Trees provide us with such an abundance of nutritious edibles: nuts, fruits, berries, and Canada’s liquid gold: sweet, sweet maple syrup. But what about the actual trees themselves? Can we eat the bark, the tips, the leaves, the blossoming buds? Turns out the British Columbian company Canadian Pine Pollen launched the perfect new product, freeze dried spruce tips, for those seeking nutrients in an adventurous way.
Wild harvested from Eastern white spruce trees on Vancouver Island and later freeze dried to preserve the natural colour and nutrients, these little morsels are the underdeveloped needled tips of the spruce branches that emerge in early spring. If you think about it, these small buds are full of chlorophyll, essential oils, sugars and vitamins necessary to enable growth into a full branch — so they pack quite the nutritional punch. They boast exquisite vitamin C, flavonoids, and carotenoids for immune support, minerals such as potassium and magnesium, and polyphenols known to provide energy for our body’s powerhouses, the mitochondria. They’re also known to have antimicrobial and antibacterial effects on the body. Spruce tips have long been used in Indigenous tribes for relieving coughs and sore throats — so a warm and soothing spruce tip tea with a little spoonful of wild, unpasteurized honey would do just the trick when you begin to feel that lingering tickle in your throat.
Wondering what to prepare with them aside from the simple tea I mentioned above? Spruce tips are quite citrusy and slightly bitter in flavour — comparable to grapefruit zest — and they have quite a beautiful floral aroma, which makes them the perfect pairing with wild salmon. This simple recipe makes for a quick and easy dinner that is enhanced with spruce tips as a stand in for the usual pairing: dill.
Baked Salmon with Spruce Tips
Makes 2 servings
2 x 250 grams salmon fillets, skin on
1 lemon, 1/2 juiced and 1/2 sliced into thin rounded slices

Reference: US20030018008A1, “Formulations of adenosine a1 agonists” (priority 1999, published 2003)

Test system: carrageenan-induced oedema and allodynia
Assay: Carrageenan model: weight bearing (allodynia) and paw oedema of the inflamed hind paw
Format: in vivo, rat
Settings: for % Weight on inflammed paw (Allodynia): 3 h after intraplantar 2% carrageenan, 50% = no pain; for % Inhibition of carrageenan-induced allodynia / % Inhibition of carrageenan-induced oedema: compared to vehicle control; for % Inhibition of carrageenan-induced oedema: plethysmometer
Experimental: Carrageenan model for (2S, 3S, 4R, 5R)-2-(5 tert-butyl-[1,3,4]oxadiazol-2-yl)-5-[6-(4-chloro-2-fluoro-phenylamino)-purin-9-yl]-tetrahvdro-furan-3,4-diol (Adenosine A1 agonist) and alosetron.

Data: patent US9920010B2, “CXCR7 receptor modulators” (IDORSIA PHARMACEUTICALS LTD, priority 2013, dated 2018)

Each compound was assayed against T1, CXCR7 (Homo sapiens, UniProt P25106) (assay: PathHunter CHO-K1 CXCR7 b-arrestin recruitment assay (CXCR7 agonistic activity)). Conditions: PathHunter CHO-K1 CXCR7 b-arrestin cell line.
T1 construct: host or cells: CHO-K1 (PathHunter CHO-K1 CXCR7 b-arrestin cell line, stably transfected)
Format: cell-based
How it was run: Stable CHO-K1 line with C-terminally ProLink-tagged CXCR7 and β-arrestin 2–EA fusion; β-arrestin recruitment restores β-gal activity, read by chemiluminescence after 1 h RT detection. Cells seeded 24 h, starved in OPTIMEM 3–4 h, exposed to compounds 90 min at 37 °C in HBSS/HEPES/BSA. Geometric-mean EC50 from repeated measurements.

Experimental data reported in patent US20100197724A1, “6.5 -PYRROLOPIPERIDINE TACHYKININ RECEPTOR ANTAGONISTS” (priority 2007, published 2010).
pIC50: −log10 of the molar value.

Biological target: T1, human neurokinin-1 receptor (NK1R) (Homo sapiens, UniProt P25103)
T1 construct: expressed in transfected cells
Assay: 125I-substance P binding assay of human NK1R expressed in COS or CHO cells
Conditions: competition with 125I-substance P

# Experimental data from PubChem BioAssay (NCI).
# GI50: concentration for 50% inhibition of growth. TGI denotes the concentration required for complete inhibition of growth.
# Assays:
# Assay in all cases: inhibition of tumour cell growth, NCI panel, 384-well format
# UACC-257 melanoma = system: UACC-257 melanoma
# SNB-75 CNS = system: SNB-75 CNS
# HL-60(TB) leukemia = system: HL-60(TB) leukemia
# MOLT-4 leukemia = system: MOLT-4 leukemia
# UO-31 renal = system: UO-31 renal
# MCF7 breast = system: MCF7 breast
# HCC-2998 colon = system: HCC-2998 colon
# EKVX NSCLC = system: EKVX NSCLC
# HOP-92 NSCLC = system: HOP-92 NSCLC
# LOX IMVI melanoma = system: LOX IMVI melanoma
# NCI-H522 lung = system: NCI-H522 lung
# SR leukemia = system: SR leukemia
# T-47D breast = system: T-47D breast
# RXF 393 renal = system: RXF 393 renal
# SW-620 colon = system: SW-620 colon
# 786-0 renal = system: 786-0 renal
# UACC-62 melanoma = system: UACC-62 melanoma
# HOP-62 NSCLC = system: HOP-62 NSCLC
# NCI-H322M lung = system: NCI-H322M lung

1 tsp coconut aminos
1 tsp extra virgin olive oil
1 tsp freeze dried spruce tips
pinch of salt and pepper
Pre-heat oven to 425 degrees, with rack in the middle.
While waiting to pre-heat, mix together all ingredients, with the exception of the lemon rounds, in a shallow bowl and place salmon flesh side down in liquid. Marinate until oven is fully pre-heated.
Place salmon fillets skin side down on parchment-lined baking sheet. Pour remaining marinating sauce on top.
Top with lemon rounds and bake for 10-12 minutes, depending on your oven.
***The best way to tell if the salmon is done is by using a thermometer to read the internal temperature. Salmon is done at 145 degrees F. Or you can simply use a fork to break apart the salmon. If it’s flakey, it’s done.
Are you going to impress your next dinner party with this recipe? Make sure to share your creations on Instagram with the hashtag #holisticheels and #canadianpinepollen!
Peace, self-love, and kale,
Disclaimer: This post was created in partnership with Canadian Pine Pollen in order to share my love and knowledge for this product. Although this post is sponsored -- my opinions are always, and forever will be, my own.
This content is intended to promote general health and wellbeing; it is not intended to be a substitute for professional medical advice, diagnosis, or treatment. Always seek the advice of a qualified health professional with any questions you may have regarding a medical condition or concern. Check out my one-on-one services for more customized health options.